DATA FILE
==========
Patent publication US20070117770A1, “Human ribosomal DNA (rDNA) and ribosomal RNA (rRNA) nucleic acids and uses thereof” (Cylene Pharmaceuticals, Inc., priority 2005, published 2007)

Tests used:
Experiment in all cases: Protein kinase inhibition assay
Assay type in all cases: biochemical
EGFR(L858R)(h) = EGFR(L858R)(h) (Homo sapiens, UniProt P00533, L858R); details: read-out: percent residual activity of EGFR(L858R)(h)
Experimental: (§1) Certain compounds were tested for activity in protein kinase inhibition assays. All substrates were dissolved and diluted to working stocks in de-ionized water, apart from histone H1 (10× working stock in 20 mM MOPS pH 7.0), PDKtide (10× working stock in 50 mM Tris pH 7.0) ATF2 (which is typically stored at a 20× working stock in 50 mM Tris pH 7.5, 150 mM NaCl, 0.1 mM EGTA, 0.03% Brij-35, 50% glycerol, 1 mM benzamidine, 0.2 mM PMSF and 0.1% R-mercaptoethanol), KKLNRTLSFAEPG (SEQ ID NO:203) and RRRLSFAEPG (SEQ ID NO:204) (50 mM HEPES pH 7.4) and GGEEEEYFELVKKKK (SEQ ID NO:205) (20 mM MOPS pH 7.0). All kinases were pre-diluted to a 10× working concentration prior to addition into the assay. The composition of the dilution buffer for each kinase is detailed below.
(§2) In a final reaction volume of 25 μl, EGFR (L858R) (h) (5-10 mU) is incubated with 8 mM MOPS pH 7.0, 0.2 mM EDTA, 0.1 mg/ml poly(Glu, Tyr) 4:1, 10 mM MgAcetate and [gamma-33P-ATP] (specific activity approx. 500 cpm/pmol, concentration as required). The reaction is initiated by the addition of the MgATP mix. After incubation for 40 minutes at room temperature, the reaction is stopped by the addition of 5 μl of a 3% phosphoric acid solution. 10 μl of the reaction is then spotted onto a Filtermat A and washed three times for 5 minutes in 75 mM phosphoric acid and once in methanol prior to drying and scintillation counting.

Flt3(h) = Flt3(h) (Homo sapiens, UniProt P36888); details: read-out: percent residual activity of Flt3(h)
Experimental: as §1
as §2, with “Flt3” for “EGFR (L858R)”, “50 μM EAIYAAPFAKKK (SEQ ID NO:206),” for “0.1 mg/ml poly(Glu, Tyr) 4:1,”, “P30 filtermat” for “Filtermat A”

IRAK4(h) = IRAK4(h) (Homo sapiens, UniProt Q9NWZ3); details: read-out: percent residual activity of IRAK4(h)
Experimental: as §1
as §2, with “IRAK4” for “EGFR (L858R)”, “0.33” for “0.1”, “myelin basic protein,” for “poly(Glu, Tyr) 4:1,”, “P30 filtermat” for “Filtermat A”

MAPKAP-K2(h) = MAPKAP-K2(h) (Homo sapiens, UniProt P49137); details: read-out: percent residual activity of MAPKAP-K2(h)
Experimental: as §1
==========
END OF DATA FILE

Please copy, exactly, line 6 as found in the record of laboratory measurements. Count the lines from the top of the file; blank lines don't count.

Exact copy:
Experimental: (§1) Certain compounds were tested for activity in protein kinase inhibition assays. All substrates were dissolved and diluted to working stocks in de-ionized water, apart from histone H1 (10× working stock in 20 mM MOPS pH 7.0), PDKtide (10× working stock in 50 mM Tris pH 7.0) ATF2 (which is typically stored at a 20× working stock in 50 mM Tris pH 7.5, 150 mM NaCl, 0.1 mM EGTA, 0.03% Brij-35, 50% glycerol, 1 mM benzamidine, 0.2 mM PMSF and 0.1% R-mercaptoethanol), KKLNRTLSFAEPG (SEQ ID NO:203) and RRRLSFAEPG (SEQ ID NO:204) (50 mM HEPES pH 7.4) and GGEEEEYFELVKKKK (SEQ ID NO:205) (20 mM MOPS pH 7.0). All kinases were pre-diluted to a 10× working concentration prior to addition into the assay. The composition of the dilution buffer for each kinase is detailed below.